Tuesday, November 25, 2008

The Calcutta Club Debate: "Is media misleading common people?"


The media are misleading the masses.

That was the rather damning verdict of the audience this evening at The Telegraph Calcutta Club National Debate with the team arguing for the motion — “This house believes that media is misleading the masses” — winning the show of hands.

It was a debate dominated by the C-word — from commitment to commerce, content to cricket — as Shobhaa De, R. Gopalakrishnan, Sandip Chatterjee and Swapan Dasgupta proved just a bit more persua-sive than Iqbal Chagla, Raj- deep Sardesai, Mukul Kesavan and Ramachandra Guha. The British deputy high commissioner in Calcutta, Simon Wilson, was the moderator.

Playing the “female Judas”, as she said she might be perceived, and opening for the proposition was writer and columnist Shobhaa De who felt there was a degeneration of the media because news itself was for sale.

The “Big C” — commitment — that journalists had started off their careers with, has been replaced by another “C” – commerce — she said. De then attacked the content of news citing the media’s obsession with John Abraham’s buttocks and Rahul Mahajan in Bigg Boss as examples of where the media has gone wrong.

Barrister Iqbal Chagla ripped apart De’s argument saying John Abraham’s buttocks and such “asinine content” did not define misleading.

He cited examples of the media reporting a senior lawyer in Delhi caught red-handed attempting to bribe a witness, taking up the case of the Jessica Lal murder among others, and asked the audience whether these were “misleading” the public.

He took the audience back to the “dark days” of the me- dia when even Rajiv Gandhi had to turn to the BBC for confirmation of his mother’s death because All India Radio would not dare say Indira Gandhi was dead. “A free and fearless media was and is something that I cherish and commend,” said Chagla.

Gopalakrishnan, a director of Tata Sons speaking for the motion, likened the problem of the media dealing with news to a condom salesman playing with many kids — all product complaints!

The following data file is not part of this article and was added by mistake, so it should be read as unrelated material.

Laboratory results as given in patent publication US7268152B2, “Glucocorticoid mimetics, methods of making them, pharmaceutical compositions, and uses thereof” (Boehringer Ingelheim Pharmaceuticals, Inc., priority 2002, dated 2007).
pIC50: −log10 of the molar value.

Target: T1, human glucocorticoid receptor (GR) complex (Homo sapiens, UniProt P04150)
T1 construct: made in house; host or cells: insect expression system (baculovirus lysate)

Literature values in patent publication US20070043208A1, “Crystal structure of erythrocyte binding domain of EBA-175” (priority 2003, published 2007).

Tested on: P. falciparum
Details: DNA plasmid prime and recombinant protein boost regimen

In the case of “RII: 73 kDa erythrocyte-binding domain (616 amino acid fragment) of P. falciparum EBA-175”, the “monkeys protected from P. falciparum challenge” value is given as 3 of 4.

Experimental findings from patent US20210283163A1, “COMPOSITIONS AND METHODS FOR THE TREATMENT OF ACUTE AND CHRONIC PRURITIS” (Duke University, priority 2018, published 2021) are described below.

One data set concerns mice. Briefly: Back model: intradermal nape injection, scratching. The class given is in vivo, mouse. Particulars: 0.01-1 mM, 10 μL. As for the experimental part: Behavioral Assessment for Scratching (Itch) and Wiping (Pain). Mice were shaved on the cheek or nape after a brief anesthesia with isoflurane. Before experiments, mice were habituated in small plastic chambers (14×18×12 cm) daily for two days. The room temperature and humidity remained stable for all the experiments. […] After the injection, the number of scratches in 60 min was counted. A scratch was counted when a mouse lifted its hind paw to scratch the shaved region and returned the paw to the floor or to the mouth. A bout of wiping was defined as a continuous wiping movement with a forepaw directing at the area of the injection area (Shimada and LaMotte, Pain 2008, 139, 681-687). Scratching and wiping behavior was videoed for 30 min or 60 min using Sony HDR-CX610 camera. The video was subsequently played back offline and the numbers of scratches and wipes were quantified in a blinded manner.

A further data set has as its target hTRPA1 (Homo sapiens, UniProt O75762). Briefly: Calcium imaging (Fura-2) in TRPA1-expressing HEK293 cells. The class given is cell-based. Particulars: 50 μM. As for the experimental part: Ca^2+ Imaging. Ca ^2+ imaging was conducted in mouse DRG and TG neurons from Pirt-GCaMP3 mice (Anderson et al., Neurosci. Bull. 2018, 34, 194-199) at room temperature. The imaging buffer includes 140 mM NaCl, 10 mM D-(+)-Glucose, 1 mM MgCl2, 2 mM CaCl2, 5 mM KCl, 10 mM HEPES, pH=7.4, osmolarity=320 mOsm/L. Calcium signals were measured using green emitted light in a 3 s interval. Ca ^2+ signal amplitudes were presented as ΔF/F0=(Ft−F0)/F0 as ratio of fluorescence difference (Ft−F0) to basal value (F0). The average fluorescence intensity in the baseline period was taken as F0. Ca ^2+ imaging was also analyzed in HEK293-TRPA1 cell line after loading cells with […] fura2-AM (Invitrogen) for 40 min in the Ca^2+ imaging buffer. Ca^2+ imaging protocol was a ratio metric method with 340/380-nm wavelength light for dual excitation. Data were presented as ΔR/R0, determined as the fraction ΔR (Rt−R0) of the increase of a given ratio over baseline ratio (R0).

“The media does not deliberately mislead the masses. The media misleads because there is an embedded conflict of interest and it does not know how to deal with it,” felt Gopalakrishnan.

Sardesai, who identified himself as the soft target in the shooting gallery, declared the proposition for the evening as preposterous. “The media tells the story. You cannot shoot the messenger just because you do not like the message,” said the editor-in-chief of CNN-IBN.

His C-word for the evening, Credibility, which is what his profession depended on.

Neurosurgeon Sandip Chatterjee — who according to Guha batted in the middle order like another famous Bengali Sourav Ganguly — drew the loudest cheers from the packed Calcutta Club lawns. He rubbished the notion of an all-knowing media that can talk about any topic under the sun because the brain after all has limited hard disk capacity.

Blasting the media for playing to the gallery, he accused them of leading the masses not from darkness to light but from darkness to further darkness. “The television-toting young men are more dangerous than the gun-toting young men because the gun-toting man only harms one individual, the television-toting young man who thinks he knows it all destroys not the individual but the very fabric on which our society exists,” said Chatterjee.

Writer and columnist Mukul Kesavan who spoke against the motion said the masses very often misled the media. “The media exists to entertain… and acts as a vehicle for identification and aspiration… that is not misleading.”

Dasgupta accused the media of taking up the mantle of the prosecutor, judge and executioner and even God. “The word sorry is absent from the lexicon of media. The media is never sorry,” said the senior journalist and columnist.

“Batting at number 11” in the 90-minute war of words, Guha stressed that the media did not mislead the masses, they “led the classes”.

But when stumps were drawn, the historian-cum-cricket-writer and his team of “nay-sayers” were beaten by the ayes” from the crowd that represented more class than mass.
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